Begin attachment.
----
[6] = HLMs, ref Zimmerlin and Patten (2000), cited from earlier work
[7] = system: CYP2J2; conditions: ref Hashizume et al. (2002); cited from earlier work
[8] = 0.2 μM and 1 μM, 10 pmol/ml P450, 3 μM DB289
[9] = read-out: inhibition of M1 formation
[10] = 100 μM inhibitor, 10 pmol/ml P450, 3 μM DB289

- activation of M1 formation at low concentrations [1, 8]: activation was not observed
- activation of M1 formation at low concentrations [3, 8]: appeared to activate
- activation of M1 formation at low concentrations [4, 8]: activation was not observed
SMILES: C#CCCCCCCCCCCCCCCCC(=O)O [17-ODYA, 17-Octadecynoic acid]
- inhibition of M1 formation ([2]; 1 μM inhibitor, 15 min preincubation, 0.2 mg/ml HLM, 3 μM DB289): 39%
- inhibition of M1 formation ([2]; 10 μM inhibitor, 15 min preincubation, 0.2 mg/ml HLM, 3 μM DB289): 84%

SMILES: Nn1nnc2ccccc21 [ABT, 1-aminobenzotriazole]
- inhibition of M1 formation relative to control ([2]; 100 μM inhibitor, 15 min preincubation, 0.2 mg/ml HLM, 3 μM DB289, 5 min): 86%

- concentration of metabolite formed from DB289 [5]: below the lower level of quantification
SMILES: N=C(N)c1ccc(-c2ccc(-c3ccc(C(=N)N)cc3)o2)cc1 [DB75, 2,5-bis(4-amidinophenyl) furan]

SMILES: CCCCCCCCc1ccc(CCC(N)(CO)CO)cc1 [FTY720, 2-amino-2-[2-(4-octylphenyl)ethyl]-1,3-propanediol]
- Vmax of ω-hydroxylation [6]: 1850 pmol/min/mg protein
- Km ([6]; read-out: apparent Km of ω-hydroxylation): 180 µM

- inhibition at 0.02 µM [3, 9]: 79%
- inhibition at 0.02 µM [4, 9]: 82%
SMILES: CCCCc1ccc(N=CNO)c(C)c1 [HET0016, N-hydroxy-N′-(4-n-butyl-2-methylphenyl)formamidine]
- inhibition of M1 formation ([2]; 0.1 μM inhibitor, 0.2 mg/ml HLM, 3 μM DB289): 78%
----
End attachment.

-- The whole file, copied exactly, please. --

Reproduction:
[6] = HLMs, ref Zimmerlin and Patten (2000), cited from earlier work
[7] = system: CYP2J2; conditions: ref Hashizume et al. (2002); cited from earlier work
[8] = 0.2 μM and 1 μM, 10 pmol/ml P450, 3 μM DB289
[9] = read-out: inhibition of M1 formation
[10] = 100 μM inhibitor, 10 pmol/ml P450, 3 μM DB289

- activation of M1 formation at low concentrations [1, 8]: activation was not observed
- activation of M1 formation at low concentrations [3, 8]: appeared to activate
- activation of M1 formation at low concentrations [4, 8]: activation was not observed
SMILES: C#CCCCCCCCCCCCCCCCC(=O)O [17-ODYA, 17-Octadecynoic acid]
- inhibition of M1 formation ([2]; 1 μM inhibitor, 15 min preincubation, 0.2 mg/ml HLM, 3 μM DB289): 39%
- inhibition of M1 formation ([2]; 10 μM inhibitor, 15 min preincubation, 0.2 mg/ml HLM, 3 μM DB289): 84%

SMILES: Nn1nnc2ccccc21 [ABT, 1-aminobenzotriazole]
- inhibition of M1 formation relative to control ([2]; 100 μM inhibitor, 15 min preincubation, 0.2 mg/ml HLM, 3 μM DB289, 5 min): 86%

- concentration of metabolite formed from DB289 [5]: below the lower level of quantification
SMILES: N=C(N)c1ccc(-c2ccc(-c3ccc(C(=N)N)cc3)o2)cc1 [DB75, 2,5-bis(4-amidinophenyl) furan]

SMILES: CCCCCCCCc1ccc(CCC(N)(CO)CO)cc1 [FTY720, 2-amino-2-[2-(4-octylphenyl)ethyl]-1,3-propanediol]
- Vmax of ω-hydroxylation [6]: 1850 pmol/min/mg protein
- Km ([6]; read-out: apparent Km of ω-hydroxylation): 180 µM

- inhibition at 0.02 µM [3, 9]: 79%
- inhibition at 0.02 µM [4, 9]: 82%
SMILES: CCCCc1ccc(N=CNO)c(C)c1 [HET0016, N-hydroxy-N′-(4-n-butyl-2-methylphenyl)formamidine]
- inhibition of M1 formation ([2]; 0.1 μM inhibitor, 0.2 mg/ml HLM, 3 μM DB289): 78%